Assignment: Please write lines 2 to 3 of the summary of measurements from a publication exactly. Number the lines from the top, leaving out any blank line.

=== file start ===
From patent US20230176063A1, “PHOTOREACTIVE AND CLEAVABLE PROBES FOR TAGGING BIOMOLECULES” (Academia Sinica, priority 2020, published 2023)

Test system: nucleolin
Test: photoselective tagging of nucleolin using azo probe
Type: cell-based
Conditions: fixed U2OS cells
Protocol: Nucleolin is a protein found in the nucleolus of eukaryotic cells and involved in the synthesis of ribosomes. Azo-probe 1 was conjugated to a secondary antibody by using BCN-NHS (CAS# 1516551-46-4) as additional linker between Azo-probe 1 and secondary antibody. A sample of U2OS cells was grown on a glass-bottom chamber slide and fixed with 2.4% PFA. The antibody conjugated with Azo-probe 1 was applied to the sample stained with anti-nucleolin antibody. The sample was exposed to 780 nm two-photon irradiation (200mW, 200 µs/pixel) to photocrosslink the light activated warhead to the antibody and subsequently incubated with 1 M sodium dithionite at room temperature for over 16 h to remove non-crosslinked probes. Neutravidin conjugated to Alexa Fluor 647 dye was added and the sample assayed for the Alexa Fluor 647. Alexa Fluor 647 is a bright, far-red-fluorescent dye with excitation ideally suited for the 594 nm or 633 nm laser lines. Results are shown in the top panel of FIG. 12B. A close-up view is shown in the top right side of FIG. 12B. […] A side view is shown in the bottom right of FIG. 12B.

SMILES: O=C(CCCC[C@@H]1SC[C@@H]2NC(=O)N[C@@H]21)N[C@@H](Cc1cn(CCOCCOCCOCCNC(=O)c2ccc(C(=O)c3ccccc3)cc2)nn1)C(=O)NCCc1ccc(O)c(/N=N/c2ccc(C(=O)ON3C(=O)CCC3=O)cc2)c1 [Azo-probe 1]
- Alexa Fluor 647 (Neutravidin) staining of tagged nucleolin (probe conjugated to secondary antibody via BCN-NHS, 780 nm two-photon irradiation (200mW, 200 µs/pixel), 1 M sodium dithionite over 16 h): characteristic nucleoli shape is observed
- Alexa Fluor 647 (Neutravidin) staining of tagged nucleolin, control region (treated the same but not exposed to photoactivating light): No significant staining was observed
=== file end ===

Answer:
Test system: nucleolin
Test: photoselective tagging of nucleolin using azo probe